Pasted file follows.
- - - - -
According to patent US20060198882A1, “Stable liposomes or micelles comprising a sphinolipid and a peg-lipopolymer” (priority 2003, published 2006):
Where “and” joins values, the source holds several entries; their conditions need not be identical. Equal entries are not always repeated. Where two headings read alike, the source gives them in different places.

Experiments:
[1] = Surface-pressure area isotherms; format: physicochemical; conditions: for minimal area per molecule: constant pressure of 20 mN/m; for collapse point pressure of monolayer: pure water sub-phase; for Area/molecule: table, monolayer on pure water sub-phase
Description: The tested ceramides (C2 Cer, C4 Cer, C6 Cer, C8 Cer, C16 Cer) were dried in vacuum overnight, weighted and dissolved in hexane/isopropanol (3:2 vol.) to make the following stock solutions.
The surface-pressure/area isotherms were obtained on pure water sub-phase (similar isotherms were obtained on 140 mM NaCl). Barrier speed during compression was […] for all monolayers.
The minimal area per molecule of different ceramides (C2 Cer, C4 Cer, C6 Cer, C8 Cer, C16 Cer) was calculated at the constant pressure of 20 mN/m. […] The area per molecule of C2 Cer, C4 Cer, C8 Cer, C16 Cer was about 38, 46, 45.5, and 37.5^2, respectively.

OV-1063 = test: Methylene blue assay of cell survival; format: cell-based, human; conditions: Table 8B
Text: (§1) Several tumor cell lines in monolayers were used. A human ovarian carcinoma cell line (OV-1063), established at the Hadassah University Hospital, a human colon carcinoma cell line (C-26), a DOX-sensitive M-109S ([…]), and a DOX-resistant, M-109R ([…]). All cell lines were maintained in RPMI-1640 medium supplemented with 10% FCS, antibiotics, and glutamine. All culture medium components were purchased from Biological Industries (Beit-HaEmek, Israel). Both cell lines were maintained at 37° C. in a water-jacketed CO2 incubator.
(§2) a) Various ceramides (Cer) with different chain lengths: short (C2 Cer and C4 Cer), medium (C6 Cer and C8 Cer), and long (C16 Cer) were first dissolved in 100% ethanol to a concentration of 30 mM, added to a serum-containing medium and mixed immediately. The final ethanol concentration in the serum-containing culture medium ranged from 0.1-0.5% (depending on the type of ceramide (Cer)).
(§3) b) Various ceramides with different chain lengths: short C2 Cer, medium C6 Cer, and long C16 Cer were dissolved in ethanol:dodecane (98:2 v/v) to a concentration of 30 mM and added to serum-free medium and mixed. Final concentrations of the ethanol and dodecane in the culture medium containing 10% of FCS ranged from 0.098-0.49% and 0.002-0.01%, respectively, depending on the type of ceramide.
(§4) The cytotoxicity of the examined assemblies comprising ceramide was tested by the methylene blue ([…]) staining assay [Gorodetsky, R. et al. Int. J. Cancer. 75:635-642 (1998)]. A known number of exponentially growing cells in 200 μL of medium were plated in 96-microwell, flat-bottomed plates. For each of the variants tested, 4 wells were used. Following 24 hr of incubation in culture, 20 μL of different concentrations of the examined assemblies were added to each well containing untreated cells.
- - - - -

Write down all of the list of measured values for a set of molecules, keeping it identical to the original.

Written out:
According to patent US20060198882A1, “Stable liposomes or micelles comprising a sphinolipid and a peg-lipopolymer” (priority 2003, published 2006):
Where “and” joins values, the source holds several entries; their conditions need not be identical. Equal entries are not always repeated. Where two headings read alike, the source gives them in different places.

Experiments:
[1] = Surface-pressure area isotherms; format: physicochemical; conditions: for minimal area per molecule: constant pressure of 20 mN/m; for collapse point pressure of monolayer: pure water sub-phase; for Area/molecule: table, monolayer on pure water sub-phase
Description: The tested ceramides (C2 Cer, C4 Cer, C6 Cer, C8 Cer, C16 Cer) were dried in vacuum overnight, weighted and dissolved in hexane/isopropanol (3:2 vol.) to make the following stock solutions.
The surface-pressure/area isotherms were obtained on pure water sub-phase (similar isotherms were obtained on 140 mM NaCl). Barrier speed during compression was […] for all monolayers.
The minimal area per molecule of different ceramides (C2 Cer, C4 Cer, C6 Cer, C8 Cer, C16 Cer) was calculated at the constant pressure of 20 mN/m. […] The area per molecule of C2 Cer, C4 Cer, C8 Cer, C16 Cer was about 38, 46, 45.5, and 37.5^2, respectively.

OV-1063 = test: Methylene blue assay of cell survival; format: cell-based, human; conditions: Table 8B
Text: (§1) Several tumor cell lines in monolayers were used. A human ovarian carcinoma cell line (OV-1063), established at the Hadassah University Hospital, a human colon carcinoma cell line (C-26), a DOX-sensitive M-109S ([…]), and a DOX-resistant, M-109R ([…]). All cell lines were maintained in RPMI-1640 medium supplemented with 10% FCS, antibiotics, and glutamine. All culture medium components were purchased from Biological Industries (Beit-HaEmek, Israel). Both cell lines were maintained at 37° C. in a water-jacketed CO2 incubator.
(§2) a) Various ceramides (Cer) with different chain lengths: short (C2 Cer and C4 Cer), medium (C6 Cer and C8 Cer), and long (C16 Cer) were first dissolved in 100% ethanol to a concentration of 30 mM, added to a serum-containing medium and mixed immediately. The final ethanol concentration in the serum-containing culture medium ranged from 0.1-0.5% (depending on the type of ceramide (Cer)).
(§3) b) Various ceramides with different chain lengths: short C2 Cer, medium C6 Cer, and long C16 Cer were dissolved in ethanol:dodecane (98:2 v/v) to a concentration of 30 mM and added to serum-free medium and mixed. Final concentrations of the ethanol and dodecane in the culture medium containing 10% of FCS ranged from 0.098-0.49% and 0.002-0.01%, respectively, depending on the type of ceramide.
(§4) The cytotoxicity of the examined assemblies comprising ceramide was tested by the methylene blue ([…]) staining assay [Gorodetsky, R. et al. Int. J. Cancer. 75:635-642 (1998)]. A known number of exponentially growing cells in 200 μL of medium were plated in 96-microwell, flat-bottomed plates. For each of the variants tested, 4 wells were used. Following 24 hr of incubation in culture, 20 μL of different concentrations of the examined assemblies were added to each well containing untreated cells.